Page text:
690s: BC—W'rn Hywt of D'mt in Ethiopia appears in the inscriptional record and mentions the king of Saba', Karib'il Watar. C. 690 BC-664 BC—Sphinx of Taharqa, from Temple T, Nubia, is made. Twenty-fifth dynasty of Egypt, it is now kept at London. 689 BC: King Sennacherib of Assyria sacks Babylon. 687 BC: Gyges becomes king of Lydia. 687 BC: Hezekiah succeeded by Manasseh as king of Judah. 682 BC: Death of King Zhuang of Zhou, King of the Zhou Dynasty of China. 681 BC: King Xi of Zhou becomes King of the Zhou Dynasty of China. 681 BC: Esarhaddon succeeds Sennacherib as king of Assyria. 677 BC: Death of King Li of Zhou, King of the Zhou Dynasty of China. 677 BC: Esarhaddon leads the Assyrian army against rebellious Arab tribes, advances as far as the Brook of Egypt. 676 BC: King Hui of Zhou becomes King of the Zhou Dynasty of China. 675 BC: Esarhaddon begins the rebuilding of Babylon. 674 BC: Esarhaddon puts down a revolt in Ashkelon supported by Taharqa, king of Egypt. In response, the Assyrians invade Egypt.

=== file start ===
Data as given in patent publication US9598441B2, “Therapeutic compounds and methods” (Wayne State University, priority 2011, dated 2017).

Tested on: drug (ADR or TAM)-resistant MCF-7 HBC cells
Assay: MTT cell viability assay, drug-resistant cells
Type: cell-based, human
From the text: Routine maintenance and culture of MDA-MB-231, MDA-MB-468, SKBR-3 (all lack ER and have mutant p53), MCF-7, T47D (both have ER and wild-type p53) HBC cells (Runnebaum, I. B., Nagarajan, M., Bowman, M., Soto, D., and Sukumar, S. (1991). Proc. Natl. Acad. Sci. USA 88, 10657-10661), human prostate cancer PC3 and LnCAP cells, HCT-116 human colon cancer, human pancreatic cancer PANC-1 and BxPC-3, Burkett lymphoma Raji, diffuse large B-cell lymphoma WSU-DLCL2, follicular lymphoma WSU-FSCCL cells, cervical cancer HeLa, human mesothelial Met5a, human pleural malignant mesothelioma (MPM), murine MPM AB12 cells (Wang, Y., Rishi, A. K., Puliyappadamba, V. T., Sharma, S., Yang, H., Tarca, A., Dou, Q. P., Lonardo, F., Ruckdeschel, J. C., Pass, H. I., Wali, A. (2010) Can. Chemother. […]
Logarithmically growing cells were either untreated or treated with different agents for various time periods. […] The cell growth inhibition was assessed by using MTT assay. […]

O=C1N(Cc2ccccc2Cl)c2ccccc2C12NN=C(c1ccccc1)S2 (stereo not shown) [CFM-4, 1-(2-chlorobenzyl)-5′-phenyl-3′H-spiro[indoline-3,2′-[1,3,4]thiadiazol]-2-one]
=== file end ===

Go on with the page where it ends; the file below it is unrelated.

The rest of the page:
673 BC: Tullus Hostilius becomes king of Rome. 671 BC: Esarhaddon again invades Egypt, capturing Memphis as well as a number of the royal family. 669 BC: Assurbanipal succeeds his father Esarhaddon as king of Assyria. 669 BC: Argos defeats Sparta for the last time, this time using a hoplite phalanx, at the battle of Hysiae. 668 BC: Shamash-shum-ukin, son of Esarhaddon, becomes King of Babylon. 668 BC: Egypt revolts against Assyria. 668 BC: Nineveh, capital of Assyria becomes the largest city of the world, taking the lead from Thebes in Egypt. 667 BC: Byzantium founded by Megaran colonists under Byzas. 664 BC: First naval battle in Greek recorded history, between Corinth and Corcyra. 664 BC: Assurbanipal captures and sacks Thebes, Egypt. 664 BC: Psammetichus I succeeds Necho I as king of Lower Egypt. 664 BC: Taharqa appoints his nephew Tantamani as his successor of Upper Egypt. February 11, 660 BC—Traditional founding date of Japan by Emperor Jimmu. 660 BC: First known use of the Demotic script. 660 BC: Psammetichus I drives the Assyrians out of Egypt.